‘Genius’ melds the expected with intelligence in sharp view of 1930s literary world
By Eleanor Ringel Cater
“Genius” is actually about two geniuses: Maxwell Perkins, the legendary editor of Fitzgerald and Hemingway, and Thomas Wolfe, the legendary novelist who wrote “Look Homeward, Angel” and “Of Time and the River.”
As played by Jude Law, with a long Superman curl dangling down his forehead, Wolfe is an overly exuberant, monumentally self-absorbed, casually cruel, borderline unlikable hick. Words pour out of him in torrents. The manuscript for what will eventually become “Of Time and the River” arrives at Perkins’ office in four crates (well, it is 5,000 pages long). After working on it for two years, the book all of 100 words shorter.
In short, Wolfe sorely needs a sympathetic, erudite editor whom he finds in Perkins (Colin Firth), a man so buttoned up he wears a three-piece suit and a fedora to go fishing with Hemingway. But there’s nothing repressed about his intellect or his editorial skills. Perkins knows Wolfe is problematical. He also knows he’s, well, a genius. And that, for him, is pure catnip. Summoned to Perkins’ office to talk about his first draft of “Oh Lost” (later to be renamed “Look Homeward, Angel”), Wolfe nervously asks, “Is it any good?”
“No,” Perkins replies. “But it’s unique.” And so their relationship begins.
“Genius,” alas, isn’t especially unique. It’s a solid, well-made biopic with some brilliant performances. Along with Firth and Law, add Nicole Kidman as Wolfe’s married lover, Mrs. Aline Bernstein, Laura Linney as Mrs. Perkins, and Guy Pearce as Fitzgerald, already on the slippery slope to alcoholic despair.
That means, you expect a scene to begin in “old-timey” sepia and then fade into color. You expect a scene where Wolfe, to loosen up Perkins, takes him to a jazz club in Harlem. You expect a cameo by Zelda Fitzgerald (Vanessa Kirby), looking batty as hell and behaving like a bat out of hell.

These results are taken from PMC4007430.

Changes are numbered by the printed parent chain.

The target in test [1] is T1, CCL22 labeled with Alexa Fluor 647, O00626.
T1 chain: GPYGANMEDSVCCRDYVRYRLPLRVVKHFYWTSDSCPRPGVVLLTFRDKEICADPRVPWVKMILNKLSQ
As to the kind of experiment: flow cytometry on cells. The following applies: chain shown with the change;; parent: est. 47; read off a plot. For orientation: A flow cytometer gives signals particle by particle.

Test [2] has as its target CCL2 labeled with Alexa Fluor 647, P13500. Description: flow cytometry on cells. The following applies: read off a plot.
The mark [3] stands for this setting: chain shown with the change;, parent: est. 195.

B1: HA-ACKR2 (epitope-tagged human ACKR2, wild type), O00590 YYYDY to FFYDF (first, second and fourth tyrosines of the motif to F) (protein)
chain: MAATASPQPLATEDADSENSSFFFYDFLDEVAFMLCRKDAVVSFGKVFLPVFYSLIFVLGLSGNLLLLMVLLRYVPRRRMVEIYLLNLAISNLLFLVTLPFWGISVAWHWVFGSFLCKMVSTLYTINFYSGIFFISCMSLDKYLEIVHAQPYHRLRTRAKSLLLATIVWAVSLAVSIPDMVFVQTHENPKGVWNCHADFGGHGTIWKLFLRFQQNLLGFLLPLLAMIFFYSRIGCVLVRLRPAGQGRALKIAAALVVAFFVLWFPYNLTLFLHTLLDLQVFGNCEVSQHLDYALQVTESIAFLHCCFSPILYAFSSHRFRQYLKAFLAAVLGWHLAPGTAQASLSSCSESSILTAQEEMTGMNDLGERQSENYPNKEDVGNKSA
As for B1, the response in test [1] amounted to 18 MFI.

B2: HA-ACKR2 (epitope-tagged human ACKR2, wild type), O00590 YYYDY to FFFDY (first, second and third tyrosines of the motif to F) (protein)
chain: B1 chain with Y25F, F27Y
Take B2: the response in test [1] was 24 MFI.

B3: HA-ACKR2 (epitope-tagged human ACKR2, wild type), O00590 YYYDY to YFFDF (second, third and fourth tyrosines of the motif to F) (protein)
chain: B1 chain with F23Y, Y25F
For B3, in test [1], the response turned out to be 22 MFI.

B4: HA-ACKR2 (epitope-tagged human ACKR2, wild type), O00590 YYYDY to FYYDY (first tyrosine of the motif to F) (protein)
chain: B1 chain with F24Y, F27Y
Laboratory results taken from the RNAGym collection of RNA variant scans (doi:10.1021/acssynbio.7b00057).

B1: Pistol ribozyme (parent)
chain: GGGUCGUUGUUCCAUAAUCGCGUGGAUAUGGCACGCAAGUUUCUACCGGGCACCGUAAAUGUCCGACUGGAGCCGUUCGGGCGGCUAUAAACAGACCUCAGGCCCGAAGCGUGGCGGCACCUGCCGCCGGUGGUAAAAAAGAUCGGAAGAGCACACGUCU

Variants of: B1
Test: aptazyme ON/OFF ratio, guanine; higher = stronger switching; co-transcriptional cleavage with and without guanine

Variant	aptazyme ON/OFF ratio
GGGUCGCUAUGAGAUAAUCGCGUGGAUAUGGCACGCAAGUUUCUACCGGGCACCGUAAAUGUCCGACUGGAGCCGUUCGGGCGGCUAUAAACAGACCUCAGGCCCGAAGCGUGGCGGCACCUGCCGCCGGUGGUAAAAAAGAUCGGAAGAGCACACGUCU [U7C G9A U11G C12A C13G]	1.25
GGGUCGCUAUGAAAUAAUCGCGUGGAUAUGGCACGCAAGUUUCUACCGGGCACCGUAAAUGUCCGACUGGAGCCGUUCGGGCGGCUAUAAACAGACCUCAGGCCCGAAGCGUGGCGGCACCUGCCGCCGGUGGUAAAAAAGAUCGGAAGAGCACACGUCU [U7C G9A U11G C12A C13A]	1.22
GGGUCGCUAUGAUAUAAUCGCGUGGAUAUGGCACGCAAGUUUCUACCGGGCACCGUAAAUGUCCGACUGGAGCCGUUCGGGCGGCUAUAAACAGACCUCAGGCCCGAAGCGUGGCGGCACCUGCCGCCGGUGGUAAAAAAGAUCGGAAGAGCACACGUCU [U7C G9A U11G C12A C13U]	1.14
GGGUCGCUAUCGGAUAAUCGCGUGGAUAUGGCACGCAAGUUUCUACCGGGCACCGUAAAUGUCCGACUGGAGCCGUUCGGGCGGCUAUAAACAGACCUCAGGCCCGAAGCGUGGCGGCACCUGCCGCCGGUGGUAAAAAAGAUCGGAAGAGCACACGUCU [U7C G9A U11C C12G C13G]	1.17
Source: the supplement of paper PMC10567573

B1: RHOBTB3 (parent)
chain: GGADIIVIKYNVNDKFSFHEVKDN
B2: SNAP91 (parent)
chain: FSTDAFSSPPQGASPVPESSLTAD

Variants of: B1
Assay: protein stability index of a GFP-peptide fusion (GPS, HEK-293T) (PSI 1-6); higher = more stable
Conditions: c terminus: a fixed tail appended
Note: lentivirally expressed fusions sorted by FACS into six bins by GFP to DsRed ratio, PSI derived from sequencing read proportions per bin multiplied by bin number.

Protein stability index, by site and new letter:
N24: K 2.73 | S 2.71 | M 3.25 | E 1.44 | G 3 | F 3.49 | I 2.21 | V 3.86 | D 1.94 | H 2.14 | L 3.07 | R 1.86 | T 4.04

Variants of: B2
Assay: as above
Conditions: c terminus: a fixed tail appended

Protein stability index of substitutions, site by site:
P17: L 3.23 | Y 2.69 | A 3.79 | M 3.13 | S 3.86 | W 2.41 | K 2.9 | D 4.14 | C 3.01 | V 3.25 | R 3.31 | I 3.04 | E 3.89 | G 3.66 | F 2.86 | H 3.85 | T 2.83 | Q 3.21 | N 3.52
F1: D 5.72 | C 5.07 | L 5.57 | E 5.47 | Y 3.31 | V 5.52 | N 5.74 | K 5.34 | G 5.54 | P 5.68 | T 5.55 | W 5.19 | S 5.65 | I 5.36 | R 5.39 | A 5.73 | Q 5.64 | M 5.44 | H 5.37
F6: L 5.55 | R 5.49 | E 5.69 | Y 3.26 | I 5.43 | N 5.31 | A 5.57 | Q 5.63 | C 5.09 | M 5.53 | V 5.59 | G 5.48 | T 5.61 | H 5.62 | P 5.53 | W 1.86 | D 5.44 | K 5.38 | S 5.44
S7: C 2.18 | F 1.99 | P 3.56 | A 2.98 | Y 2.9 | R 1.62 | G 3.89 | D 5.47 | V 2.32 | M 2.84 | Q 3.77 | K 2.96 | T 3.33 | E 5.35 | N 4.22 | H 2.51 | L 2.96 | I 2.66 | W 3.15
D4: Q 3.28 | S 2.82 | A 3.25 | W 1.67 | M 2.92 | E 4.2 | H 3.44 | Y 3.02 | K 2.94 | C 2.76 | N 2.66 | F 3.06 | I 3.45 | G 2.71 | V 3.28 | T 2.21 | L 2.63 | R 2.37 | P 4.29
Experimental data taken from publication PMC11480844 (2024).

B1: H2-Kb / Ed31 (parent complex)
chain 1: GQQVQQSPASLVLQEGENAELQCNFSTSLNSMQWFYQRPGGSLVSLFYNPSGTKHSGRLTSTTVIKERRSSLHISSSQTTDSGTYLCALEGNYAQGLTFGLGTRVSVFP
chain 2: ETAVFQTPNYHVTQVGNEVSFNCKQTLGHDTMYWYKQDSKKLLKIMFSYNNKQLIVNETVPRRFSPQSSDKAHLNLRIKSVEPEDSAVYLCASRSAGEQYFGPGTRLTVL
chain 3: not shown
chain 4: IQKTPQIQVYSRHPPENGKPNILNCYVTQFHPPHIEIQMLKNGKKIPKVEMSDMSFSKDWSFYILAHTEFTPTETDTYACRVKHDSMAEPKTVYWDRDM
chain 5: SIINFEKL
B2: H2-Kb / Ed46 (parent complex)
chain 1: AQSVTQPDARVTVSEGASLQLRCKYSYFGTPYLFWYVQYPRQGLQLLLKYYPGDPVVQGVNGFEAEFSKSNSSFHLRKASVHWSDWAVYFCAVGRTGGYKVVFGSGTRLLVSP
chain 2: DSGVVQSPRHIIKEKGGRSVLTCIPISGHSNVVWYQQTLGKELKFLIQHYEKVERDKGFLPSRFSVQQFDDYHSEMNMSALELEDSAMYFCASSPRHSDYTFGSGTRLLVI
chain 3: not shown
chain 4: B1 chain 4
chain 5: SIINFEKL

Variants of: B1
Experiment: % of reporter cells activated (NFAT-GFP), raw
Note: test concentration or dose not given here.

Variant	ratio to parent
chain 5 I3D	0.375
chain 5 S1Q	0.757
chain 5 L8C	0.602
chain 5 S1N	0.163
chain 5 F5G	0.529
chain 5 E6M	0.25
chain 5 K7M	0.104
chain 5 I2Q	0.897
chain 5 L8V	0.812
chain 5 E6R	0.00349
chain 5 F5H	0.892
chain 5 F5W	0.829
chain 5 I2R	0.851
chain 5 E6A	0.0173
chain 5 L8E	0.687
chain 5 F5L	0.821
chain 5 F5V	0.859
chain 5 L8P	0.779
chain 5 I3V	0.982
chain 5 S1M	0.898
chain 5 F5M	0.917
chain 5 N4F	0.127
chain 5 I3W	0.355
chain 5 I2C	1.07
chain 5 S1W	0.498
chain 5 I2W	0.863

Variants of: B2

And you get every one of them.
But then, think about this: The biggest risk “Genius” takes is by merely existing. What other movies have there been this year (or last or the one before) set in the literary world of the 1930s? And how many well-made movies are there in an era that genuflects before flashy trash (“A popcorn movie” or a “thrill ride” coo critics, trying to be “with it.”) “Genius” more than earns its right to be a bit staid, a bit too by-the-book (ironic in a movie devoted to the power of books.)
Another thing: Even when it does the expected, “Genius” is never dull. It could be the cast. It could be the subject matter. It could even be Michael Grandage, a Tony-winning stage director making his movie debut; what might seem stolid to cineastes may seem revelatory to a man whose previous perspective has been down center, right.
“Genius” is intelligent, adult and passionate about words. It’s also funny, as when one of Perkins’ daughters, looking at an early draft of “Angel,” notes, “That’s a very long paragraph, Daddy.” To which he replies, “It started four years ago.”
Perusing Perkins’ bookshelf, Wolfe notes all the famous names, referring to the titles as “mighty books.” “Genius” isn’t necessarily a mighty movie. But it’s a very good one.